Larval zebrafish can adapt their swimming behavior in response to changes in the environment in two ways. Firstly, they can adapt their behavior within a single swimming bout in response to unexpected changes in visual feedback they receive upon swimming. Secondly, they can adapt in a long-term manner if changes in feedback are consistent over a long period of time. By combining behavioral experiments with a loss-of-function approach, modelling and whole-brain functional imaging, we show that the first type of adaptation is implemented by a feedback control mechanism that does not involve the cerebellum. However, if changes in the environment are consistent and predictable, they can update a cerebellar internal model. The cerebellum can then recalibrate the feedback controller so that the swimming behavior becomes adequate to the new environmental conditions. Read the full preprint here.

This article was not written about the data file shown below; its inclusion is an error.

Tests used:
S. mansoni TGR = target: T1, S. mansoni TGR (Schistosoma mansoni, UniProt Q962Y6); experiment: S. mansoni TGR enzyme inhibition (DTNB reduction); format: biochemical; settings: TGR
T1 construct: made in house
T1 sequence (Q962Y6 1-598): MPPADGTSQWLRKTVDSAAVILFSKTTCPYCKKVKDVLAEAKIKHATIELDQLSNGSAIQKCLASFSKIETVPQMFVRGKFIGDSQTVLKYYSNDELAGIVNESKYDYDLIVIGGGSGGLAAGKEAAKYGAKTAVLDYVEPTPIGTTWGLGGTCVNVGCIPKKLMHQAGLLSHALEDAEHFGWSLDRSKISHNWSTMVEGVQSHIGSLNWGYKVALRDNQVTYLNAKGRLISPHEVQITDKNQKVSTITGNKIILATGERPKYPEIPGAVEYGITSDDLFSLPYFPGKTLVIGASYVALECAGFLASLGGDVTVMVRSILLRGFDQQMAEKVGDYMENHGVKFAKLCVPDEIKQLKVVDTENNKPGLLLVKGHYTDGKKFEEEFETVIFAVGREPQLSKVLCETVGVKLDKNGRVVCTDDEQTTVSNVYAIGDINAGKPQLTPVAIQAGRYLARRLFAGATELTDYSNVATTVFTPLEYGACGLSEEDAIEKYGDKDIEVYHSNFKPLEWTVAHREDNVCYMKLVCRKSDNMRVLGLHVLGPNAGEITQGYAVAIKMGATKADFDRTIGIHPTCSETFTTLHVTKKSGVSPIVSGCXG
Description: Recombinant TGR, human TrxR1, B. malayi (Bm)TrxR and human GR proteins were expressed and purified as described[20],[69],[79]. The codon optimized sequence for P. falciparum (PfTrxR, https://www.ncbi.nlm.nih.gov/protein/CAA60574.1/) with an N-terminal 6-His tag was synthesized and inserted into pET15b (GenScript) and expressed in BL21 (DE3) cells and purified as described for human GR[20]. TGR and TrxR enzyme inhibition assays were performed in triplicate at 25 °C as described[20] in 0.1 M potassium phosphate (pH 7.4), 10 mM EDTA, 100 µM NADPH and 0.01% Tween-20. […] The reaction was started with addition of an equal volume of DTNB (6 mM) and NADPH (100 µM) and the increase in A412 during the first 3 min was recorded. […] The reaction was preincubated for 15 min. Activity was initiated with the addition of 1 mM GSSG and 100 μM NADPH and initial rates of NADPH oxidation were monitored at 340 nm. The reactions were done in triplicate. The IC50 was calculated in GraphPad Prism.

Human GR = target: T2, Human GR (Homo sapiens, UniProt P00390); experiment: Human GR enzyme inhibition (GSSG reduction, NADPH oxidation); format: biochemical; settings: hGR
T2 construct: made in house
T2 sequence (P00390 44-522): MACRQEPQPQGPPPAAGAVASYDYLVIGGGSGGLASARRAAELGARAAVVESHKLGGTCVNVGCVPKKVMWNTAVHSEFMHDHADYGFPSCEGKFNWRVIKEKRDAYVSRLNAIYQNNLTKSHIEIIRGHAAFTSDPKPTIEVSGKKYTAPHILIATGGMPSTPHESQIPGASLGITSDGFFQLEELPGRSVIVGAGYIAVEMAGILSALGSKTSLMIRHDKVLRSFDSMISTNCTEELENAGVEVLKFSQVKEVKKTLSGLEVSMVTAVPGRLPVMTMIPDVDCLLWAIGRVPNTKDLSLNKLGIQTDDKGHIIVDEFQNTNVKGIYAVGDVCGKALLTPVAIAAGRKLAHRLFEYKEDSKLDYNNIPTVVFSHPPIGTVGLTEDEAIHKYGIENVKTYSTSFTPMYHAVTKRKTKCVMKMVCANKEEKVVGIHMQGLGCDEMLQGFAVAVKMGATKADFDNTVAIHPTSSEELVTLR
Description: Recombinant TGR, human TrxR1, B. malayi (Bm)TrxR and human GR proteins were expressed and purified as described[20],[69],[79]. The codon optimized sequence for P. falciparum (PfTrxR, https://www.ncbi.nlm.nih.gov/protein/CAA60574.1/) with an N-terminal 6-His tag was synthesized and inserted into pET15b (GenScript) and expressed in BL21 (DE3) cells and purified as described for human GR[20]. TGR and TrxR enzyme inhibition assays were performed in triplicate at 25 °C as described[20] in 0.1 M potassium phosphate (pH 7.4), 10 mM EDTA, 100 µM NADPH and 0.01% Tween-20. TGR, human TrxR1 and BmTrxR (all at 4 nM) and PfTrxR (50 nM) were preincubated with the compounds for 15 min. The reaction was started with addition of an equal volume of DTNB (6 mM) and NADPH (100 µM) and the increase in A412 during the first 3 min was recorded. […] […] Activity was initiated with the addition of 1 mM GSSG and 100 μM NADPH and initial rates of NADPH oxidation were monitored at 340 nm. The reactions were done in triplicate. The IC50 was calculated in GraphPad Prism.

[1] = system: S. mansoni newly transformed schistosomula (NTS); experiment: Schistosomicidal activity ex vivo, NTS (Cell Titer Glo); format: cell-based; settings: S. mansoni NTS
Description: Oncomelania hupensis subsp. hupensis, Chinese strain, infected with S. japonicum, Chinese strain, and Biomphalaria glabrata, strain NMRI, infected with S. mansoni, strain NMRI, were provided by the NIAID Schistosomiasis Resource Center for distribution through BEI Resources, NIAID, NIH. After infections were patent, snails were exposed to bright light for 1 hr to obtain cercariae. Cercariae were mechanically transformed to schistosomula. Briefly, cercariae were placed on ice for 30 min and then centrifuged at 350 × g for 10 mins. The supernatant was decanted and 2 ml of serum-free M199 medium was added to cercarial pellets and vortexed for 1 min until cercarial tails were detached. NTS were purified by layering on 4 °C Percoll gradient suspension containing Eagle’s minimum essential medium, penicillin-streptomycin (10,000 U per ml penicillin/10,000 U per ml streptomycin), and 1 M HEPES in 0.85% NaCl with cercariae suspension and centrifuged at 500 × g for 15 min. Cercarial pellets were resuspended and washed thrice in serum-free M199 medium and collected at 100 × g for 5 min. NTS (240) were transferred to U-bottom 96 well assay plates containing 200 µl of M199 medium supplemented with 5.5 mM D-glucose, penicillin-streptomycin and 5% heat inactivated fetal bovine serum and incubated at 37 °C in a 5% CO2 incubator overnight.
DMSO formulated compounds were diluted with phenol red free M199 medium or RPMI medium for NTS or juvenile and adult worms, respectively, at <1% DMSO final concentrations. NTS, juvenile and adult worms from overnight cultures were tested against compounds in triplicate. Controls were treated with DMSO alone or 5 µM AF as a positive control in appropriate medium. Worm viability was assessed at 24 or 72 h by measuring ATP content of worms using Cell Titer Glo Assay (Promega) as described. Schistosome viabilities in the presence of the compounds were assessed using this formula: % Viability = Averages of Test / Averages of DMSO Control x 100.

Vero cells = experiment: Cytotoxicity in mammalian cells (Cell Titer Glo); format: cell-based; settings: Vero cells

Pre-print on cerebellar function